Wall Street declined, as shares of General Electric sank for a second day and energy stocks slid with oil prices.
At the close of trading in New York, the Dow Jones Industrial Average fell 30.23 points, or 0.13%, to 23,409.47. The Nasdaq Composite Index shed 0.3% to 6737.87 and the Standard & Poor's 500 Index declined 0.2% to 2578.87.
General Electric, down 7.9%, led the Dow lower. DowDuPoint, down 1.8%, posted the second-largest percentage decline in the Dow. Bucking the trend were Coca-Cola and Home Depot, up 1.3% and 1.2% respectively, for the largest percentage advances in the Dow.
General Electric shares retreated for a second day amid concern about the company's turnaround plan, announced on Monday.
"We attribute the sharply negative stock reaction to the Nov-13 unveiling of new CEO John Flannery's turnaround plan to a number of disappointments and unsettling disclosures," RBC Capital Markets analyst Deane Dray wrote in a note to clients Tuesday, CNBC reported.
"Turnaround plan fell short of the sweeping reset of the business model/portfolio many had hoped for," noted Dray, who downgraded his rating as well as his price target for GE shares. There are "few reasons to believe the stock bottoms here."
Meanwhile, the White House is considering economist Mohamed El-Erian as one of several candidates to potentially serve as the Federal Reserve's vice chairman, the Wall Street Journal reported, citing a person familiar with the matter.
President Donald Trump earlier this month nominated Jerome Powell, currently serving as a Fed governor, to succeed chairwoman Janet Yellen when her terms ends in February.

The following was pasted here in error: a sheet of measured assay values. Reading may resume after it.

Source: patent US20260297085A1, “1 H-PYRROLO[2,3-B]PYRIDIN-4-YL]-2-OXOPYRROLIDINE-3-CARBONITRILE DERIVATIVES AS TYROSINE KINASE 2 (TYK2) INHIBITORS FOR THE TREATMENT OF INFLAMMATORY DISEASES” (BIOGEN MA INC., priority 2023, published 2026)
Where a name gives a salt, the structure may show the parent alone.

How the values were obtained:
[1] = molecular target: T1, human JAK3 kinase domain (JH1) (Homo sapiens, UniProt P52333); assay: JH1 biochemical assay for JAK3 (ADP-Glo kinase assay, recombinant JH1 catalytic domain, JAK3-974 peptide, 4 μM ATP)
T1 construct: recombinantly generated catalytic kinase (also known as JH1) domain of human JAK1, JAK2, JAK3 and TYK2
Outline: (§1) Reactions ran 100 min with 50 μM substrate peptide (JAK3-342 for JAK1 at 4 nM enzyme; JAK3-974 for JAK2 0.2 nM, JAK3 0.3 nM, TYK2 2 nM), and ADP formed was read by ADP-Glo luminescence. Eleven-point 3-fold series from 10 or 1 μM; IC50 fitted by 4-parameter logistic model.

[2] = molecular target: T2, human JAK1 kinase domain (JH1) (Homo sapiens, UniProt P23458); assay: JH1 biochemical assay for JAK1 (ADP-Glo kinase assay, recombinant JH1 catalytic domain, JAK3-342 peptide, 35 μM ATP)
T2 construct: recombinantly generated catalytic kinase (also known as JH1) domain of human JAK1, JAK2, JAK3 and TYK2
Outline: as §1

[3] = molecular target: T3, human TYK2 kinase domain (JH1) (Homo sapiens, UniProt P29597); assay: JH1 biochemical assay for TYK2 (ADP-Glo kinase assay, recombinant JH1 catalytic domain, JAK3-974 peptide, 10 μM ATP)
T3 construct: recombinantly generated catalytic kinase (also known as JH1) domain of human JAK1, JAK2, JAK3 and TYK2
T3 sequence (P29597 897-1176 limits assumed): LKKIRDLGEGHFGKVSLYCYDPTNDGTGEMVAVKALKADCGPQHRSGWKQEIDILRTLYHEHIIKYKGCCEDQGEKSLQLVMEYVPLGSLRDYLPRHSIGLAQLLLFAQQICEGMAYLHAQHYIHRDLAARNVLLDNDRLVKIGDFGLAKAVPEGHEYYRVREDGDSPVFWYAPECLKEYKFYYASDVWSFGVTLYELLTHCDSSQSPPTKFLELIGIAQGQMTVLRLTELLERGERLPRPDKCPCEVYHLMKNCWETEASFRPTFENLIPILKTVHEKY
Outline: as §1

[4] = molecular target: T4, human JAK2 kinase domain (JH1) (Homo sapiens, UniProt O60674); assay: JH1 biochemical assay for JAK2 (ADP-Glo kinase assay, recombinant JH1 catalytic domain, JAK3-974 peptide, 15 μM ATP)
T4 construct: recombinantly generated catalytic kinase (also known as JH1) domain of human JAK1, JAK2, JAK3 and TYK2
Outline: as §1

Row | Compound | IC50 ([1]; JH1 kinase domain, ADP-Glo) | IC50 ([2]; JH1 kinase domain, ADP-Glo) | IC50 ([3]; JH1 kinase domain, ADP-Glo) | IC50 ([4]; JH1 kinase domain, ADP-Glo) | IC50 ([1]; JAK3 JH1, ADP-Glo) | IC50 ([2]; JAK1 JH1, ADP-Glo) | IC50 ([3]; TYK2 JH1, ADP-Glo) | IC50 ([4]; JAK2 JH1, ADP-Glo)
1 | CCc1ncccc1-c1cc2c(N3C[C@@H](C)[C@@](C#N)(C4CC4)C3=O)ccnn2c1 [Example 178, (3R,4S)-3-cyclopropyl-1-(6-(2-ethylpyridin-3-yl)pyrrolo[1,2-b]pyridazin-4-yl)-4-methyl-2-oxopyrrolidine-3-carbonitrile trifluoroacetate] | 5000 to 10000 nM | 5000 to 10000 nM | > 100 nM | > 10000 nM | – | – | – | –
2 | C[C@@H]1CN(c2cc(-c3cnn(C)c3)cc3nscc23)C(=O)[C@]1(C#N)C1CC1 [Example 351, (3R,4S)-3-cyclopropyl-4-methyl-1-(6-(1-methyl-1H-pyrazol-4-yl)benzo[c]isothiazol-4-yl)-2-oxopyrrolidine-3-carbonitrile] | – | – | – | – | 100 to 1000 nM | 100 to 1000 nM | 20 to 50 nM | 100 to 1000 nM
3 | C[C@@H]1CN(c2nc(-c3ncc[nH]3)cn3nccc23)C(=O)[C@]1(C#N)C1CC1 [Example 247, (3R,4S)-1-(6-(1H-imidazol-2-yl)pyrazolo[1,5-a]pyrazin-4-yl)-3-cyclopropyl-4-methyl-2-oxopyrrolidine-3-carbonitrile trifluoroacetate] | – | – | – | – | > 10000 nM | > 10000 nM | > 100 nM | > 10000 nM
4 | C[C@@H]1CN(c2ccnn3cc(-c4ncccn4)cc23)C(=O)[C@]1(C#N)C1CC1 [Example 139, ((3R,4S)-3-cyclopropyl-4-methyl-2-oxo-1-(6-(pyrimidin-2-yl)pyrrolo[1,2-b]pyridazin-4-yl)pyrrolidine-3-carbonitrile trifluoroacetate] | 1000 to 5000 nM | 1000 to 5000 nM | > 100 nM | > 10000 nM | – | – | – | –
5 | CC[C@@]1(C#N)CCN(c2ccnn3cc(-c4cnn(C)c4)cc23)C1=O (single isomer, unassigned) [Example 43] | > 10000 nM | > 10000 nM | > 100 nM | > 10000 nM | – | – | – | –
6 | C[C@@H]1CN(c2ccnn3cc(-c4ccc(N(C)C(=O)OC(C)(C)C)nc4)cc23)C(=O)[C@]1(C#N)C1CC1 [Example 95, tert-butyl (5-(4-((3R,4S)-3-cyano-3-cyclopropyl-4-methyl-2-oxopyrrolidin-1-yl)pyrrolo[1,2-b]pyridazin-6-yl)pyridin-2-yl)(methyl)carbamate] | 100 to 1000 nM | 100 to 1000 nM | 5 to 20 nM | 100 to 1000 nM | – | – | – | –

US crude slid 1.9% to $US55.70 a barrel after the International Energy Agency said the oil price rally could be short-lived and global oil demand would be weaker than expected this year and next.
In Europe, the Stoxx 600 Index fell 0.6%. Germany's DAX Index eased 0.3% and France's CAC 40 Index retreated 0.5%.
Tesco rallies after takeover approval
The UK's FTSE 100 Index edged 0.01% lower, as a rally in Tesco and Vodafone offset a decline in mining stocks, which followed commodity prices lower.
Tesco jumped after Britain's biggest retailer earned provisional approval for its £3.7 billion ($US4.9 billion) takeover of Booker, the country's top grocery wholesaler, from the UK competition regulator.
After an in-depth review, the Competition and Markets Authority provisionally concluded that Tesco's purchase of Booker did not raise competition concerns, the regulator said in a statement.
Tesco closed 6.2% higher in London while Booker ended 6.8% stronger amid bets the surprise clearance could prompt Booker shareholders to demand Tesco to increase its bid.
Meanwhile, analysts expect more M&A activity as supermarkets seek to use excess capacity within their supply chains, Reuters reported.
"The wholesale trade in particular will be wondering why on earth it ever bothered engaging at all with the CMA, an organisation that seemingly lives in a different universe," Shore Capital analyst Clive Black told Reuters.
"If Tesco and Booker can merge with unconditional approval, then the scope for further large-scale consolidation cannot be ruled out."
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